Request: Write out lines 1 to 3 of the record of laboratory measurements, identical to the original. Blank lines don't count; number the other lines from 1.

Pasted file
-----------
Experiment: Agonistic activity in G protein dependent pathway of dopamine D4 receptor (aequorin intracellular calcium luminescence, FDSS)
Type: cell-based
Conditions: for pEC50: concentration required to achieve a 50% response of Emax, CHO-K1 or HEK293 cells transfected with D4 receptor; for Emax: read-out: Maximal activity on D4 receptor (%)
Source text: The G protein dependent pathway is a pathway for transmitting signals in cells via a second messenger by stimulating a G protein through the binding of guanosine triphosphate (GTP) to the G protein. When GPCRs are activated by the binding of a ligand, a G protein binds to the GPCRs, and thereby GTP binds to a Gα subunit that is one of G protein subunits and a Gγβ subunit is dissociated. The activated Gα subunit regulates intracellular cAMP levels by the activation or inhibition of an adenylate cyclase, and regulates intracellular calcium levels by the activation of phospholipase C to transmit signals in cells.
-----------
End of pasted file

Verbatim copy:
Experiment: Agonistic activity in G protein dependent pathway of dopamine D4 receptor (aequorin intracellular calcium luminescence, FDSS)
Type: cell-based
Conditions: for pEC50: concentration required to achieve a 50% response of Emax, CHO-K1 or HEK293 cells transfected with D4 receptor; for Emax: read-out: Maximal activity on D4 receptor (%)